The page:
Source: “Sugar tax must apply to sweets as well as drinks, say campaigners,”, 05/11/17
Source: “Maternal Obesity,” APPG via, 2017
Photo credit: William Warby via Visualhunt/CC BY

More on Addiction Terminology


In a series of posts, Childhood Obesity News examined the premise that something is missing from the latest edition of the Diagnostic and Statistical Manual of Mental Disorders (DSM-5). The gap is where the existence of food addiction should be acknowledged in some form, going under some name.

But it doesn’t seem to be there. In the “substance use disorder” department, food isn’t named as a substance prone to disordered use.

Substance use disorder is an interesting term. Such a malady entails “negative consequences of continued and frequent use.” As addiction takes hold, the negative consequences multiply and solidify.

Frequently, overeating causes the negative consequence of obesity, which would seem to imply that overeating should be considered an eating disorder, or a behavioral addiction, or something. And even, possibly, that food can be an addictor, even if it’s only some foods, for some people, under some circumstances.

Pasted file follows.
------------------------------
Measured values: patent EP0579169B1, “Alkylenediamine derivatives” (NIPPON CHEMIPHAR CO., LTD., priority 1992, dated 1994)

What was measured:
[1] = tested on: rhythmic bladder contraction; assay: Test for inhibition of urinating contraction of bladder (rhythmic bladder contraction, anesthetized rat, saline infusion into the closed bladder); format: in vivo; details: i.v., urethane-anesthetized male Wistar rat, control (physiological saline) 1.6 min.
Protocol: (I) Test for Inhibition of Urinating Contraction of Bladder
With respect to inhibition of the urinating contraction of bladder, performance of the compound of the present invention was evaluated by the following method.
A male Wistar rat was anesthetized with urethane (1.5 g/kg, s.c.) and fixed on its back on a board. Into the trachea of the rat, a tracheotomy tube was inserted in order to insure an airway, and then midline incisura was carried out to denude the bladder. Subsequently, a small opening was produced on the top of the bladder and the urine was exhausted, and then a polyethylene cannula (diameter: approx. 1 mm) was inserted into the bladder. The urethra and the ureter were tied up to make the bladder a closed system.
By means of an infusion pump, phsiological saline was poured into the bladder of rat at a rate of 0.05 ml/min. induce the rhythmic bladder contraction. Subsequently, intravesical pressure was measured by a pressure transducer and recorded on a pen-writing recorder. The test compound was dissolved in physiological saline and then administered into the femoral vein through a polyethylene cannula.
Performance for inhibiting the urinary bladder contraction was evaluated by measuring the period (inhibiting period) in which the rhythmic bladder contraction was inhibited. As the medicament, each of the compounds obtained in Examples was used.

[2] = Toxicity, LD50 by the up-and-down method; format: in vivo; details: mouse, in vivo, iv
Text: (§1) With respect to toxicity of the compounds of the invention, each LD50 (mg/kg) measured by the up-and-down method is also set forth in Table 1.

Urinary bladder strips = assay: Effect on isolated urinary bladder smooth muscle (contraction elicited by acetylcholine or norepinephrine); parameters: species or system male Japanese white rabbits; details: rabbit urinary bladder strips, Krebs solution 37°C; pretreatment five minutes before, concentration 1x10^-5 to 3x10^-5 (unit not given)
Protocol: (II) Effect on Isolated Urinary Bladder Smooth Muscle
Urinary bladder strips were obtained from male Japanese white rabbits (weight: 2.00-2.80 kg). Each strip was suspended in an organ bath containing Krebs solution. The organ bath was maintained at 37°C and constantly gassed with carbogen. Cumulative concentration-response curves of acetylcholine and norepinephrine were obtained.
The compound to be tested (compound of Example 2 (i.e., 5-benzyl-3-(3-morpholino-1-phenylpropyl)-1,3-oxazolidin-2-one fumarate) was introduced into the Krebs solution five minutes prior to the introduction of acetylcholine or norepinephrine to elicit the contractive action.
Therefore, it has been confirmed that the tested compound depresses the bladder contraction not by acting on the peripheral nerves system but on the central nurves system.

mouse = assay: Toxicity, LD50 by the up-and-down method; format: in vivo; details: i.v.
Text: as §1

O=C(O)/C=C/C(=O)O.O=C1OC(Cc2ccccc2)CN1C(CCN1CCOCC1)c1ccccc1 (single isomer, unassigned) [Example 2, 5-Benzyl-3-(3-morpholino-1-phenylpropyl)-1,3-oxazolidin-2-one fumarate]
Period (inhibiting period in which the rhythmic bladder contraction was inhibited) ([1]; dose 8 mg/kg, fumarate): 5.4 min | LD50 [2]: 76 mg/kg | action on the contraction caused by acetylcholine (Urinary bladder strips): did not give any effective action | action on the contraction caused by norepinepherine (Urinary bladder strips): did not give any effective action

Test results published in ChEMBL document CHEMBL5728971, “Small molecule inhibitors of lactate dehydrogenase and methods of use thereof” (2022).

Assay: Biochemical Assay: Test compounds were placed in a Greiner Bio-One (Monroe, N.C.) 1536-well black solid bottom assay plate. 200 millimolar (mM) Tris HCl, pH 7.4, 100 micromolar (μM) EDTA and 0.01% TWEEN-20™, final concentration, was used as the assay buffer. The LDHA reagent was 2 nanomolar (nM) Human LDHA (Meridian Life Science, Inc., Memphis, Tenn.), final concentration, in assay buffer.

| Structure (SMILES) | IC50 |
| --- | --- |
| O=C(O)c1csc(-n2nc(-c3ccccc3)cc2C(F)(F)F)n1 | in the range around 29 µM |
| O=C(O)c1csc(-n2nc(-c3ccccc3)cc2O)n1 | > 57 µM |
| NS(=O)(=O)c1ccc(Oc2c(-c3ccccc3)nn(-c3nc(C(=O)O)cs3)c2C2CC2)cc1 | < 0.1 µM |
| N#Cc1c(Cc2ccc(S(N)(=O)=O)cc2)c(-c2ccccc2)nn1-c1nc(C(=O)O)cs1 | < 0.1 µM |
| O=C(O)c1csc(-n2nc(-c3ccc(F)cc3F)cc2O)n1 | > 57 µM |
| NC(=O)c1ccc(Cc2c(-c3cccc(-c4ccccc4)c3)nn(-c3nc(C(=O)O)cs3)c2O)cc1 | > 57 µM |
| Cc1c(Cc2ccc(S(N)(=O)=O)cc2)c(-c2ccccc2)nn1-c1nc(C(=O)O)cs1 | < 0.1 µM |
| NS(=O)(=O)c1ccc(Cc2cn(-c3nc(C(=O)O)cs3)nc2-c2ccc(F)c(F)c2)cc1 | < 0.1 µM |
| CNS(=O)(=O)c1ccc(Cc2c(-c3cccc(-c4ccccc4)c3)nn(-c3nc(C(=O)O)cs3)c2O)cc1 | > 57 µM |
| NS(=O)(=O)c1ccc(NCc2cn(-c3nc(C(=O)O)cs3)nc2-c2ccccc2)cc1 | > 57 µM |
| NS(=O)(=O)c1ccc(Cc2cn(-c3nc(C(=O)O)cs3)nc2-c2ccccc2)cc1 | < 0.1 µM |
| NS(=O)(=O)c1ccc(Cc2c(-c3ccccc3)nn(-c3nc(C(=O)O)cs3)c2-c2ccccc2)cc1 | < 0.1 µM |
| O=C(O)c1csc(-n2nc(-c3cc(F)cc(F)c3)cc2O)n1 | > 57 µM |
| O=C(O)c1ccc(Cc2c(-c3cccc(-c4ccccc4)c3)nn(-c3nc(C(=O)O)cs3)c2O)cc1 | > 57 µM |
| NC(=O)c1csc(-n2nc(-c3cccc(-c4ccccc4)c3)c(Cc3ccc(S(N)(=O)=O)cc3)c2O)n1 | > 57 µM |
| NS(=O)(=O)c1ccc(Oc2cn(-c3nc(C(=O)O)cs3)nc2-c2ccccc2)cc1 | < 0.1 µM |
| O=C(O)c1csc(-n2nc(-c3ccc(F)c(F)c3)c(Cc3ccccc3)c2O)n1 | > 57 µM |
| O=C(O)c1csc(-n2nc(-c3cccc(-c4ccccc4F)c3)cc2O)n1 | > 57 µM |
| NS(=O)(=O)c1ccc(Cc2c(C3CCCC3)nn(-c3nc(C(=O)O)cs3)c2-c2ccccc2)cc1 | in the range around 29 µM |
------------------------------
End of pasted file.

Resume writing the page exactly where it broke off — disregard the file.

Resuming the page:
While DSM-5 noticeably shies away from using the word “addiction,” it does allow for “substance use disorder” and “substance induced disorder.” A number of arguments can be made for why disordered overeating could be either one of those.

One useful thought experiment would be to look at the end product and reverse-engineer it. Alcoholics, hard drug addicts, and obese people all seem to get better results from 12-step programs than anything else discovered so far. That they all benefit to such a degree could indicate that alcoholism, hard drug addiction, and disordered overeating are all basically the same phenomenon.

ASAM has a say

The American Society of Addiction Medicine (ASAM) publishes guidelines which include reflections on terminology. Their definition of addiction describes the inability to consistently abstain, or to control one’s behavior, or to recognize how being hooked on the substance or behavior makes all of life’s problems worse.

The definition includes dysfunctional emotional response cravings, cycles of relapse, and addiction. It’s a lot like what happens in disordered overeating. Also, addiction is progressive, and quite likely to end in disability and/or premature death. Again, that’s a lot like the obesity and associated co-morbidities summoned up by disordered overeating.

ASAM President Dr. Stuart Gitlow wrote an editorial that said:

We applaud DSM-5 for using the term “addictive disorders” within its overall framework. DSM-5 does not, however, speak to addiction but rather to some of the markers seen with addictive illnesses…

Ultimately, the definitions in DSM-5 are definitions for a new set of illnesses. They have different terminology and are accompanied by new defining structures…